THE UNIVERSITY OF AKRON
3450:135-002 Excursions in Mathematics
(formerly Mathematics for Liberal Arts)
Fall, 2004

 INSTRUCTOR Dr. J. Adler OFFICE College of Arts & Sciences 269 PHONE 330-972-6779 FAX 330-374-8630 E-MAIL adler at uakron dot edu OFFICE HOURS MWF 2:30-3:15, MW 4-5, or by appointment TEXTBOOKS Excursions in Modern Mathematics (5th ed), by Tannenbaum, 2004. How to Lie With Statistics, by Huff. WEB PAGE http://www.math.uakron.edu/~adler/excursions

## Course Objective

We will use contemporary applications of mathematics to develop skills in logical thinking, technical reading, and figuring out things that you've never seen before.

## Course Policies

1. If you have any questions or concerns about this course, contact me. But if you want me to answer a question that is answered on this sheet or on the sheet of rules for term papers, you'll have to donate 25 cents to the Class Snack Fund.

2. Homework assignments (material to read and problems to do) are assigned daily. You should have them available for possible grading at the next class meeting. I will not accept late homework for any reason; instead, I will drop your five lowest homework grades. I encourage you to work with your classmates. However, you must write up your solutions yourself.

3. A paper will be due late in the semester. See another handout for more information.

4. There will be five tests during the semester. There will be a comprehensive final exam on Monday, December 13, at 8:00am(!), at a place to be announced. No make-up tests will be available.

5. At the beginning of class, you may submit written questions about the current homework assignment or any recently-covered material. However, you must prepare such questions in advance, and have them ready when I ask for them. (This is part of being prepared for class.) I won't entertain questions of the form, ``How do you do number 6?'' Be more specific. (If questions occur to you during class, feel free to ask them on the spot.)

 5 Tests 50% in all Homework 25% Paper 10% Final Exam 15%

• Scale: A 90% > B 80% > C 70% > D 60%.
• Keep a record of all of your grades in this class. If you want to discuss your grade at any time, I expect you to bring this record with you.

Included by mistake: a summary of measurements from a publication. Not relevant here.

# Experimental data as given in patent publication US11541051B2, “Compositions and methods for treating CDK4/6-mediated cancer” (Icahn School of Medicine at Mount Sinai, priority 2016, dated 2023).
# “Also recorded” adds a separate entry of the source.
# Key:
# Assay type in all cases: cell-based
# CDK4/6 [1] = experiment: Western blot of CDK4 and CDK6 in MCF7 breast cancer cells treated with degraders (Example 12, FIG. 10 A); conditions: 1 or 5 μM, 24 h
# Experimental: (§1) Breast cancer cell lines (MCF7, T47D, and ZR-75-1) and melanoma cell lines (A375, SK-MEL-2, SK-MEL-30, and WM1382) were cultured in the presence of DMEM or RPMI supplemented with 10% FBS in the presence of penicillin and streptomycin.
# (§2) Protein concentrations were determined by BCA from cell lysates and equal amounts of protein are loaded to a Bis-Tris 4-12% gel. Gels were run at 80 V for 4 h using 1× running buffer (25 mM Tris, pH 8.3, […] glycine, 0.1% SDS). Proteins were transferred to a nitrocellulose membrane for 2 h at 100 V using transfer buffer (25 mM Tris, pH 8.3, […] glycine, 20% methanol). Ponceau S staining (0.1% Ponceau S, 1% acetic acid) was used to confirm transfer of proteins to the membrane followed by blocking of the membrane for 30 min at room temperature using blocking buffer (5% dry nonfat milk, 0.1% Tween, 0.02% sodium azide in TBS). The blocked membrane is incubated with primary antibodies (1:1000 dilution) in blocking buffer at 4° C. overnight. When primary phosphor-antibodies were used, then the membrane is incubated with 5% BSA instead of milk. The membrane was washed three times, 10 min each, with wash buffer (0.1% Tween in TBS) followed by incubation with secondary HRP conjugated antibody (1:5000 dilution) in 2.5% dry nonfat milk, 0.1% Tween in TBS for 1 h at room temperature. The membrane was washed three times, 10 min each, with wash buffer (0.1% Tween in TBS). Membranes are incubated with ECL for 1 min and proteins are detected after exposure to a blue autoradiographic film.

• Plus and minus grades will be given at my discretion.
• Borderline cases will be decided based on attendance and participation.
• If your overall average at the time of the final exam would give you a grade of A- or better, then you do not need to take the final exam.
• You can only receive a grade of Incomplete if you have at least a C average on work completed and are unable to finish the course due to circumstances beyond your control. The Dean's Office must approve all Incompletes.

• Academic dishonesty will be dealt with harshly.

7. Registration/withdrawal: In order to participate, you must be registered by September 13. October 22 is the last day to withdraw without my signature. I will only sign withdrawal forms for students who are actively participating in the course, and who request a signature by Wednesday, November 17.

8. Free tutoring is available. Call or visit the Tutoring Office, Carroll Hall, Room 215A, (330) 972-6552. They are not well set up to deal with some of the material in this course, but Chapters 13 and 14 should be no problem for them.

In order to do well in this course, it is not necessary to be smart in math (though of course it helps). It is necessary to be smart about being a student. This includes:

• Making full use of the resources available to you: your teacher, your classmates, your books, other books, etc.
• Doing all of the assignments.
• Keeping track of how well you are doing. It is virtually impossible to pass the course without passing at least two of the first three tests.
• Aiming for an A. That way, if you slip up, you get a B, and if you bomb, you get a C, neither of which is a tragedy. Most students in this course feel that they cannot possibly get an A. Invariably, some of them go on to do just that. Why not you?